U.S.  Secretary of the Interior Deb Haaland, a member of the Laguna Pueblo Nation, has pledged to “address the intergenerational impact of Indian boarding schools to shed light on the unspoken traumas of the past.” 

Her appointment is a momentous and historic moment. Never before has a Native American held a cabinet member position, much less the department that oversees and protects the country’s public lands and natural resources, tribal lands and treaties made with tribes.

As discussed through my blog posts, the Department of the Interior all too often is at the center of human rights violations against Native Americans, stealing land and inflicting trauma.

1903 Lone Wolf v. Hitchcock

Kiowa Chief Lone Wolf had charged the Secretary of Interior with fraud citing violations of the Medicine Lodge Treaty of 1867, which stated that three-fourths of Kiowa adult males had to consent in any reduction of their reservation lands.

This case ultimately ended up in the United States Supreme Court, where the “Indian playbook” was brought out due to the obvious validity of Lone Wolf’s charges.

The Court cited language from Cherokee Nation v. Georgia of the Marshall Trilogy, stating that the Kiowa, like the Cherokees, were a dependent nation with a relationship to the United States like that of a "ward to its guardian."

The court ruled that treaties between the United States and Native American tribes may be broken unilaterally by Congress under its “plenary power.” The decision presented American Indians as inferior in race, culture, and religion.

This marks a dark day in Native American history and serves as a reminder that even when we play by “their” established rules, this game, this judicial system, wasn’t designed to give us a fair fight. Legally, scholars have compared Lone Wolf to the infamous Dred Scott case and have universally condemned the decision.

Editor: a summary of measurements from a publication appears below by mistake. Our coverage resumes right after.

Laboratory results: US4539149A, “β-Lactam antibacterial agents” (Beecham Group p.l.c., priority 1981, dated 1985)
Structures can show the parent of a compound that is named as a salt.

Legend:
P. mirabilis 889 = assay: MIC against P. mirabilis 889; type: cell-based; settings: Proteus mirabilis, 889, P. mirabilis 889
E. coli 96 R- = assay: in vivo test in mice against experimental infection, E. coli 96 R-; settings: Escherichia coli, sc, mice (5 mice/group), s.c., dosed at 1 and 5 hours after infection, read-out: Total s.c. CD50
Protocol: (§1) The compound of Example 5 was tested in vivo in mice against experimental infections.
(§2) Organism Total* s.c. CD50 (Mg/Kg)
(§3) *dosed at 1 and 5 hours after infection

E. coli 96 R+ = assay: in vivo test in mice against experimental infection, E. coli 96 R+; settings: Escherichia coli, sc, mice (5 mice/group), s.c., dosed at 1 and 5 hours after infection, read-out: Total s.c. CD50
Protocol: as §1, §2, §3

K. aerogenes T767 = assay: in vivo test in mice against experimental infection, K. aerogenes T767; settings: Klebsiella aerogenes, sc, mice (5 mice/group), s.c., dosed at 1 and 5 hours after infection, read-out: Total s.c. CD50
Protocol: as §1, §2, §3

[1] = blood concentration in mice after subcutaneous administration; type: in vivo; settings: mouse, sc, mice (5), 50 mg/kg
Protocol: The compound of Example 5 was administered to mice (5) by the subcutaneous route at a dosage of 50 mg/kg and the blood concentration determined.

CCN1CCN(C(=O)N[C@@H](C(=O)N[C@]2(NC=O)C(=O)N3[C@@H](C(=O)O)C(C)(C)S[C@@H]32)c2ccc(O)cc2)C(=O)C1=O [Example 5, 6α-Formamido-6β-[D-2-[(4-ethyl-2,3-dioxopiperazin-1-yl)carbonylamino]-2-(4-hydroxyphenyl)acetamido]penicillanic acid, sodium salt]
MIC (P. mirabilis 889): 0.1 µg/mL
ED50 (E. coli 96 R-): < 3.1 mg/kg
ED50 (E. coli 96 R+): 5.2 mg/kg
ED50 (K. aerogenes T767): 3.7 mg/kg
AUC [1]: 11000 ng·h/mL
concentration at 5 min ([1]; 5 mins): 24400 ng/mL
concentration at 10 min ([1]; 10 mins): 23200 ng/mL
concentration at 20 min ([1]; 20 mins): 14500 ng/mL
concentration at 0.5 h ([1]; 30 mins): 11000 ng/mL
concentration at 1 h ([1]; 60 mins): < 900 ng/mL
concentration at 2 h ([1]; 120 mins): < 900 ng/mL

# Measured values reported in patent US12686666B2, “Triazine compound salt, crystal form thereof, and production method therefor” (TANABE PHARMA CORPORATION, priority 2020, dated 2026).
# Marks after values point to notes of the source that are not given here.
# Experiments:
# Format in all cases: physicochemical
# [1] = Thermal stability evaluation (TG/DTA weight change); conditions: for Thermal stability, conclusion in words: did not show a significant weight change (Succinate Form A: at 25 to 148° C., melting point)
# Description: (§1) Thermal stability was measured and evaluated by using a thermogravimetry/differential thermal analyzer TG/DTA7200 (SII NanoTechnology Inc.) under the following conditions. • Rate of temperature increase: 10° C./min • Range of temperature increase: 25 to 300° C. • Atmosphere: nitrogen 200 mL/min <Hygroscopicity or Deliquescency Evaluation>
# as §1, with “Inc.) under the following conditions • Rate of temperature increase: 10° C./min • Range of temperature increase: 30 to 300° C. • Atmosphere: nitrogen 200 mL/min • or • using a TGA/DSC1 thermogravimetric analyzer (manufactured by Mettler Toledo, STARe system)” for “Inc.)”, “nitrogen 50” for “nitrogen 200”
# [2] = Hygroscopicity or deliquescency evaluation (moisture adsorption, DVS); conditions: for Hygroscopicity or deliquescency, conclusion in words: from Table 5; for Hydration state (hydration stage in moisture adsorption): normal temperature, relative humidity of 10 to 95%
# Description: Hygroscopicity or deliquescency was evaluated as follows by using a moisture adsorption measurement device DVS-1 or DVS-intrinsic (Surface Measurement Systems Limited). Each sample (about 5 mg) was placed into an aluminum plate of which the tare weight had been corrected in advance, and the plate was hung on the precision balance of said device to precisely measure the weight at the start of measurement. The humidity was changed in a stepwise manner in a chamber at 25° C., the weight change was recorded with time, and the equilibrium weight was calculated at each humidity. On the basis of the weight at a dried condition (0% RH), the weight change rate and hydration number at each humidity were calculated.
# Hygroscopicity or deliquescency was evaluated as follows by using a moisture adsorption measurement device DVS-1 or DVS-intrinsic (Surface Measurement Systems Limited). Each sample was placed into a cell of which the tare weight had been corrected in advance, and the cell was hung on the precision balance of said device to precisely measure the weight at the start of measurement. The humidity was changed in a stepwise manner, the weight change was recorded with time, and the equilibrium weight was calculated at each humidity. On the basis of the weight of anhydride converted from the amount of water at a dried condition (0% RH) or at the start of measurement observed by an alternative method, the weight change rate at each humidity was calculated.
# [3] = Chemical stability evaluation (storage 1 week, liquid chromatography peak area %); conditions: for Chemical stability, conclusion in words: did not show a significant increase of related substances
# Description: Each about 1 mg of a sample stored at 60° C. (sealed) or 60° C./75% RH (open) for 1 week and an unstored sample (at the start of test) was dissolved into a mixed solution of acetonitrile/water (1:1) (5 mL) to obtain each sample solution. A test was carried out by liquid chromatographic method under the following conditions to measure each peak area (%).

Black and white antique photos of a Native and white man
Lone Wolf, left, and Secretary of the Interior Ethan Hitchcock

The Citizenship/Snyder Act of 1924 

In January 1924, U.S. Representative Homer P. Snyder of New York introduced the Indian Citizenship Act of 1924.  

The original language had called for the Secretary of Interior to be authorized to grant citizenship to those Indians who applied, but this was removed by the Senate and the blanket grant to all Indians not previously made U.S. citizens was included.

So, without consultation with Indians, the U.S. Government simply attempted to force citizenship upon us, following the pattern of the Europeans attitude that they know what is best for the Indians, regardless of what we want.

The Senate also removed the word “full," so that the “grant of full citizenship” was watered down to merely the “grant of citizenship.”

The importance of this amendment is illustrated by the very brief legislative history that reveals the only floor discussion on the bill was one question from Congressman Garrett from Tennessee, who asked Snyder if this bill meant that Indians could vote.